On June 2, 1943, the 99th Pursuit Squadron of the Tuskegee Airmen, flew its first combat mission during World War II, when it strafed the island of Pantelleria off the coast of Italy. 

By the war’s end, the 99th, which became known as the “Red Tails” by the distinctive tail markings on its planes, had flown more than 3,000 missions over Europe. It had taken part in the fighting in North Africa, Sicily, mainland Italy, and the bombing campaigns over the continent.

In 1941, the United States War Department (now the Department of Defense), and the Army Air Corps, which was soon to become the Army Air Forces (USAAF) finally, under considerable pressure, agreed to create the first African American flying unit, the 99th Pursuit Squadron.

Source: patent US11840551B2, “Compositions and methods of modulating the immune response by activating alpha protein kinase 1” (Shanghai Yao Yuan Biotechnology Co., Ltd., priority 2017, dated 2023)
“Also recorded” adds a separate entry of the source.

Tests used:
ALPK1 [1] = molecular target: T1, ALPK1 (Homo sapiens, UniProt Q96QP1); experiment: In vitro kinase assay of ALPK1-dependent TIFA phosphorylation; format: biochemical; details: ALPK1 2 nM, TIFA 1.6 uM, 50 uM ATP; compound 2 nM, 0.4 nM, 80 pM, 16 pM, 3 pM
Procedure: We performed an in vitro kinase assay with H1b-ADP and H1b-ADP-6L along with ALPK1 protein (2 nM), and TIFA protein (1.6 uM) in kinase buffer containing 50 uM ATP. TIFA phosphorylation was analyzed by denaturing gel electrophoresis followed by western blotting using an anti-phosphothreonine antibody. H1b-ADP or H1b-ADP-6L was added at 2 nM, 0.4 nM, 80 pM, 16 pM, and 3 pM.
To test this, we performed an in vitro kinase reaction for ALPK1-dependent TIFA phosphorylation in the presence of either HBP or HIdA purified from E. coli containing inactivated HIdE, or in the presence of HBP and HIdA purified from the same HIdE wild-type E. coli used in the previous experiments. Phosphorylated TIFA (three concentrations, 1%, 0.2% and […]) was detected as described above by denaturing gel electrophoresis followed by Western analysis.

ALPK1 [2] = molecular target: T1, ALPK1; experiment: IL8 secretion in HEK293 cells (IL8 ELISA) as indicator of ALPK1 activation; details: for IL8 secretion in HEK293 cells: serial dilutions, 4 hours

African Americans had been trying unsuccessfully to become pilots since World War I. The military at the time was segregated, for example most of the units that had served in the western U.S. (Buffalo Soldiers), had white officers assigned to them. African Americans had a tough time in even becoming civilian pilots.